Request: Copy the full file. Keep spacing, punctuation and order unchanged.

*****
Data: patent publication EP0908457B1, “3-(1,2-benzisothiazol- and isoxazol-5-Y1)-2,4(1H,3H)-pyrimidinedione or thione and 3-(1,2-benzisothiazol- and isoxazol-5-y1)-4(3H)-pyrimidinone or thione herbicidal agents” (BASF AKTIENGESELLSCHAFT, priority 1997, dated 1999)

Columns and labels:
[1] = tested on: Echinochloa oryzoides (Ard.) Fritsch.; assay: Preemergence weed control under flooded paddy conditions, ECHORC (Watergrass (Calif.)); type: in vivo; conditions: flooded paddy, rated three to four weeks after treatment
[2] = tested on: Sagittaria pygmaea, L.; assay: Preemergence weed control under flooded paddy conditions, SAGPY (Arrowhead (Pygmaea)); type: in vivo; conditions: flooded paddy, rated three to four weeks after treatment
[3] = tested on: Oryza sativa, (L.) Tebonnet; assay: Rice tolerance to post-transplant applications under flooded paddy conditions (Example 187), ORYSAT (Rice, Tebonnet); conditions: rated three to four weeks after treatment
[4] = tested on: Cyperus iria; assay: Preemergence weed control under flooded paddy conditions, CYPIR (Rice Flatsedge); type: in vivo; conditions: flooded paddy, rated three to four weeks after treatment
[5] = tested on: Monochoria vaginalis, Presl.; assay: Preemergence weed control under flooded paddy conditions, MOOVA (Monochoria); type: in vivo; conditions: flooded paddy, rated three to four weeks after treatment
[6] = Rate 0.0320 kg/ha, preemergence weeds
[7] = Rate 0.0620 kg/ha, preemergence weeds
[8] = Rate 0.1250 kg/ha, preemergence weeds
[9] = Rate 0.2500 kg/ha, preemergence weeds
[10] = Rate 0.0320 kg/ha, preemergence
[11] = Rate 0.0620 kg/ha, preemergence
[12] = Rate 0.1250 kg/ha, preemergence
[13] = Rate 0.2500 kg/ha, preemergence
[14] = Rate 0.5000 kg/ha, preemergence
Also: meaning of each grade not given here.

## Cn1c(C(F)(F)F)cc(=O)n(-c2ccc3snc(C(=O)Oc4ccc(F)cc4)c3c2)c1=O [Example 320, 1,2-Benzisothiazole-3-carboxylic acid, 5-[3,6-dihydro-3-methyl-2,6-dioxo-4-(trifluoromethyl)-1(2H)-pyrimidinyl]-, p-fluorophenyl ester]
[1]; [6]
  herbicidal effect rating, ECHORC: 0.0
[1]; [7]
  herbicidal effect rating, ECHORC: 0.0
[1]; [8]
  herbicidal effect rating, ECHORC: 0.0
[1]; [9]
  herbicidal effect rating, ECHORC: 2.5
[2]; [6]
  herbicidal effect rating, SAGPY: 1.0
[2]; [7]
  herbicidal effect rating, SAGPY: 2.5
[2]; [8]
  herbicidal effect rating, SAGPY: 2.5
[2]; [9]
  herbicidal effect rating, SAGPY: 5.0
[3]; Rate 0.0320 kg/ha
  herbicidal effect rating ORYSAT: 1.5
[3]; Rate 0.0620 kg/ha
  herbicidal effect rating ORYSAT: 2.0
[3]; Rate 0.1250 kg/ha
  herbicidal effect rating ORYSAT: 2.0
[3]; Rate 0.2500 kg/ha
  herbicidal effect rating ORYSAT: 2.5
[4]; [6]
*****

Data: patent publication EP0908457B1, “3-(1,2-benzisothiazol- and isoxazol-5-Y1)-2,4(1H,3H)-pyrimidinedione or thione and 3-(1,2-benzisothiazol- and isoxazol-5-y1)-4(3H)-pyrimidinone or thione herbicidal agents” (BASF AKTIENGESELLSCHAFT, priority 1997, dated 1999)

Columns and labels:
[1] = tested on: Echinochloa oryzoides (Ard.) Fritsch.; assay: Preemergence weed control under flooded paddy conditions, ECHORC (Watergrass (Calif.)); type: in vivo; conditions: flooded paddy, rated three to four weeks after treatment
[2] = tested on: Sagittaria pygmaea, L.; assay: Preemergence weed control under flooded paddy conditions, SAGPY (Arrowhead (Pygmaea)); type: in vivo; conditions: flooded paddy, rated three to four weeks after treatment
[3] = tested on: Oryza sativa, (L.) Tebonnet; assay: Rice tolerance to post-transplant applications under flooded paddy conditions (Example 187), ORYSAT (Rice, Tebonnet); conditions: rated three to four weeks after treatment
[4] = tested on: Cyperus iria; assay: Preemergence weed control under flooded paddy conditions, CYPIR (Rice Flatsedge); type: in vivo; conditions: flooded paddy, rated three to four weeks after treatment
[5] = tested on: Monochoria vaginalis, Presl.; assay: Preemergence weed control under flooded paddy conditions, MOOVA (Monochoria); type: in vivo; conditions: flooded paddy, rated three to four weeks after treatment
[6] = Rate 0.0320 kg/ha, preemergence weeds
[7] = Rate 0.0620 kg/ha, preemergence weeds
[8] = Rate 0.1250 kg/ha, preemergence weeds
[9] = Rate 0.2500 kg/ha, preemergence weeds
[10] = Rate 0.0320 kg/ha, preemergence
[11] = Rate 0.0620 kg/ha, preemergence
[12] = Rate 0.1250 kg/ha, preemergence
[13] = Rate 0.2500 kg/ha, preemergence
[14] = Rate 0.5000 kg/ha, preemergence
Also: meaning of each grade not given here.

## Cn1c(C(F)(F)F)cc(=O)n(-c2ccc3snc(C(=O)Oc4ccc(F)cc4)c3c2)c1=O [Example 320, 1,2-Benzisothiazole-3-carboxylic acid, 5-[3,6-dihydro-3-methyl-2,6-dioxo-4-(trifluoromethyl)-1(2H)-pyrimidinyl]-, p-fluorophenyl ester]
[1]; [6]
  herbicidal effect rating, ECHORC: 0.0
[1]; [7]
  herbicidal effect rating, ECHORC: 0.0
[1]; [8]
  herbicidal effect rating, ECHORC: 0.0
[1]; [9]
  herbicidal effect rating, ECHORC: 2.5
[2]; [6]
  herbicidal effect rating, SAGPY: 1.0
[2]; [7]
  herbicidal effect rating, SAGPY: 2.5
[2]; [8]
  herbicidal effect rating, SAGPY: 2.5
[2]; [9]
  herbicidal effect rating, SAGPY: 5.0
[3]; Rate 0.0320 kg/ha
  herbicidal effect rating ORYSAT: 1.5
[3]; Rate 0.0620 kg/ha
  herbicidal effect rating ORYSAT: 2.0
[3]; Rate 0.1250 kg/ha
  herbicidal effect rating ORYSAT: 2.0
[3]; Rate 0.2500 kg/ha
  herbicidal effect rating ORYSAT: 2.5
[4]; [6]